Marquis Bey is a Ford Foundation Dissertation Fellow and PhD candidate in the English department at Cornell University. His work, broadly speaking, concerns Black Feminist Theorizing, Transgender Studies, Critical Theory, and Contemporary African American Literature. More specifically, he thinks and writes about Black feminist critiques of gender; fugitivity and its relation to Blackness; and trans theory as a mode of disrupting hegemonic gender, particularly as it relates to feminist Blackness. He is completing his dissertation, entitled “The Blacknesses of Blackness: Fugitivity, Feminism, and Transness,” in which he thinks through a radical recalibration of Blackness-as-fugitivity as inflected with and by Black radical feminism and transgender epistemologies. His academic work on Blackness, transgender subjectivity, and feminist critique has appeared, or is forthcoming, in academic journals such as The Black Scholar, Souls, CR: the New Centennial Review, Black Camera, Transgender Studies Quarterly, Palimpsest, and others.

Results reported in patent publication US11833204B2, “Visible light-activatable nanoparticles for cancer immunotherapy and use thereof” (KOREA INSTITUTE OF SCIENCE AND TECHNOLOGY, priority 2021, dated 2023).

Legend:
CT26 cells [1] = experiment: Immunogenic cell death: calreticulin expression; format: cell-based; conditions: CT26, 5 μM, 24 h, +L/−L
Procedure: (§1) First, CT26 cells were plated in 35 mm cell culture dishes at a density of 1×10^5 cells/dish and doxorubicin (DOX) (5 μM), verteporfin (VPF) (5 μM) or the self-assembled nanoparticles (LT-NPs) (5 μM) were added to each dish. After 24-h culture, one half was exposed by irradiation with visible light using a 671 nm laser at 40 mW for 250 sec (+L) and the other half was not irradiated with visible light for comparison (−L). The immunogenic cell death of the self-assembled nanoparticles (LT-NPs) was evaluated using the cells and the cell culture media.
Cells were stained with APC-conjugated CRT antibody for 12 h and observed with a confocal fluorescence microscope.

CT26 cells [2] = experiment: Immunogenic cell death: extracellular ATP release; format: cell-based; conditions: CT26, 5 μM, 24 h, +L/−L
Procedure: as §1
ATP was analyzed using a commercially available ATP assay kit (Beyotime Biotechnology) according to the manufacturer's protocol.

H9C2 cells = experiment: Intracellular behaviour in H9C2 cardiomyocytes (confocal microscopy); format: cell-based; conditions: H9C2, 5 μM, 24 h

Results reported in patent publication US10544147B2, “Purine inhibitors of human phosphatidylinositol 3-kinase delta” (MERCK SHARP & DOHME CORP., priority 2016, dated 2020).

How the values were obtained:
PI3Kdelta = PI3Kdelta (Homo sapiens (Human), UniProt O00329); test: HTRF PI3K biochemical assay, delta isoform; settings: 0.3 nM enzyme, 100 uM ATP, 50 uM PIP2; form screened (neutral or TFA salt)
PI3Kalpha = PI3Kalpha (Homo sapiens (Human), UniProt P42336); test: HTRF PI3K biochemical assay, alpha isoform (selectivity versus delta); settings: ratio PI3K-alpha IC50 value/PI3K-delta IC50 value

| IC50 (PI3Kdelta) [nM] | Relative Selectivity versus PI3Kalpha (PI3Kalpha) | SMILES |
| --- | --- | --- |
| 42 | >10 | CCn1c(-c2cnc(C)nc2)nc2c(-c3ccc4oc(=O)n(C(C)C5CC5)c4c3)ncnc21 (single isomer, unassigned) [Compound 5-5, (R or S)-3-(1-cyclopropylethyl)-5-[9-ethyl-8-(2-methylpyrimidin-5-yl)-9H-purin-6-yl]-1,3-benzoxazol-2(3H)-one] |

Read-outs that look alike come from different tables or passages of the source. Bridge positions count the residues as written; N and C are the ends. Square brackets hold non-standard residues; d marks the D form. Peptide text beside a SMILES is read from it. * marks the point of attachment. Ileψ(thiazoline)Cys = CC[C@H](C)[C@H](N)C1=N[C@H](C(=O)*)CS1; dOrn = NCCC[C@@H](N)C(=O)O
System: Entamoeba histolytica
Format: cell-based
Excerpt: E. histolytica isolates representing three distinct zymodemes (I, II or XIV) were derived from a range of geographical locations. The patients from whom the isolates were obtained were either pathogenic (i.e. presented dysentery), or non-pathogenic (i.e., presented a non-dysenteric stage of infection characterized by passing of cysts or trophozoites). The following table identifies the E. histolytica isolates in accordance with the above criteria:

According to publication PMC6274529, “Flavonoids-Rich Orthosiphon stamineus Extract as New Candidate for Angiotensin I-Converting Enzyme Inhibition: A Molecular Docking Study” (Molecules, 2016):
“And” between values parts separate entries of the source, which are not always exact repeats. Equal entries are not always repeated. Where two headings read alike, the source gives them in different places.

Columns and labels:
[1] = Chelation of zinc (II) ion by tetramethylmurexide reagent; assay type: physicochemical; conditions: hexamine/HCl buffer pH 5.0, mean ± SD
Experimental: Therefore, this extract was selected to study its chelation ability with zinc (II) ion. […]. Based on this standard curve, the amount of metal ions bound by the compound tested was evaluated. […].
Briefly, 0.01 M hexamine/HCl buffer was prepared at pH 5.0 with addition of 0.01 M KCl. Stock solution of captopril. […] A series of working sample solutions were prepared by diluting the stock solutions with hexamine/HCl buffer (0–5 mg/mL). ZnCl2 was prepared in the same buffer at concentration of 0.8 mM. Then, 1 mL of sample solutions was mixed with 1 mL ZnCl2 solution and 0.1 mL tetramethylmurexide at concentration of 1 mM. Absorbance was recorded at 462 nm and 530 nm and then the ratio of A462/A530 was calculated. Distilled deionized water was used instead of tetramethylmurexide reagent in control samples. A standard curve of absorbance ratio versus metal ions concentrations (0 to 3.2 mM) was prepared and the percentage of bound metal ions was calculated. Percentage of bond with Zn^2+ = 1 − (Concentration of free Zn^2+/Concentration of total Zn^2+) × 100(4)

As well, he has collection of creative nonfiction and personal essays forthcoming with University of Arizona Press in 2019. The essay collection, Them Goon Rules: Fugitive Essays on Radical Black Feminism, offers accounts of how Blackness, transness, queerness, and feminism might all be understood as political identities, as, in other words, fugitive subjectivities that bring about alternative relations to others and the world.